Respiratory Care in SMA

Airway Clearance

Improving airway clearance is an important part of respiratory care for many SMA patients, but there are also specific times when airways clearance is particularly important. For instance, it is critical for the successful preoperative and postoperative management of SMA patients. Understanding patients’ need for airway clearance during sleep is also vital.

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Management of Breathing Difficulty

SMA is associated with a loss of respiratory function that correlates with the severity of the disease phenotype. Dyspnea is reported by some to be the most common symptom in patients with SMA. Respiratory failure is a common cause of death in fatal forms of SMA. There are chronic, acute, and palliative ways to manage difficulty breathing.

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Intubation and Extubation

Intubation in SMA can be difficult or impossible, but the need for endotracheal intubation in SMA patients is increasing. In SMA type 1, respiratory failure can require frequent intubation in children ages three and below. In cases where intubation is required, healthcare providers must consider when and how extubation will take place.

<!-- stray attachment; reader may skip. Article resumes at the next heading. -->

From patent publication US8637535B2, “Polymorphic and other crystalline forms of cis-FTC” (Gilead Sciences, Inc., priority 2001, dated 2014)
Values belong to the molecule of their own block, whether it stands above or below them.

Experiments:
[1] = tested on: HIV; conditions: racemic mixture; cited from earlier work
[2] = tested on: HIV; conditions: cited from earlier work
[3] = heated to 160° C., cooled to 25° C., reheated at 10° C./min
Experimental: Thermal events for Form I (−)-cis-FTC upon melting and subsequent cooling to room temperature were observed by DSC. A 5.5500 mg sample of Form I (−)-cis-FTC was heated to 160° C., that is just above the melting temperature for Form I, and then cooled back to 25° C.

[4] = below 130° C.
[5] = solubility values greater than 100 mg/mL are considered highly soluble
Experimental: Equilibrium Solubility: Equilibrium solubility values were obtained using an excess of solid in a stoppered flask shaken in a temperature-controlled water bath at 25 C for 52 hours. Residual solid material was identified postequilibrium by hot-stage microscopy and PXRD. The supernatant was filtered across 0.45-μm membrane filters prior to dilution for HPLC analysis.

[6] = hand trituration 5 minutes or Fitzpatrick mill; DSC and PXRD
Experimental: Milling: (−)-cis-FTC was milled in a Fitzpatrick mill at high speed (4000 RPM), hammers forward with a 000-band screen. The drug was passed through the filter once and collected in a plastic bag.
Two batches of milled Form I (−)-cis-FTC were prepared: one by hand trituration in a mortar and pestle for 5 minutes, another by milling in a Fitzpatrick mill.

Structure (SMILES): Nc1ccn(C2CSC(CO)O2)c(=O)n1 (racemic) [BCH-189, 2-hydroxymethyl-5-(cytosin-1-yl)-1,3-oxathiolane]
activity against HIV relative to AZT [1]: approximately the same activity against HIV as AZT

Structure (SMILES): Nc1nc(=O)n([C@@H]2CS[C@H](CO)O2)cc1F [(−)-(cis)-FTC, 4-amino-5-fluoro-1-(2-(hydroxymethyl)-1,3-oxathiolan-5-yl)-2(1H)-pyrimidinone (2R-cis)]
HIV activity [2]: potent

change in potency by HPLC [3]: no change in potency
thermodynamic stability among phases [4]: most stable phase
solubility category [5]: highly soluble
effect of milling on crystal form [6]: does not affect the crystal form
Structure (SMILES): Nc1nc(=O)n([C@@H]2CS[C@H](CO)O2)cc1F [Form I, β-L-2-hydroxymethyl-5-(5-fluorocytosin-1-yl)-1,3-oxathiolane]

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Retained Secretions and Aspiration

Children with SMA types 0 and 1 have significant weakness in bulbar and respiratory muscles, which can lead to difficulty in managing secretions. Reduced secretion clearance is a risk factor for acute respiratory decompensation. Aspiration is common in SMA type 1 and can lead to fatal complications.

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Chest Physiotherapy and Pulmonary Care

Respiratory problems are the leading cause of acute illness and chronic disability in infants and children with SMA. Among children with SMA type I and type II, respiratory issues are the most common cause of death. Noninvasive respiratory care interventions can prolong the lives of children with SMA when started early. As such, particular attention should be focused on providing consistent, high-quality chest physiotherapy starting from the initial diagnosis.

Perioperative Considerations

Surgery is frequently needed for both diagnostic and treatment purposes in patients with neuromuscular disorders like SMA. Optimizing perioperative care in these patients requires a multidisciplinary team that can collaborate to anticipate and prevent complications and reduce associated morbidity and mortality. Respiratory failure is one of the greatest risks associated with operations in those with neuromuscular disorders and can lead to the need for long-term ventilation.

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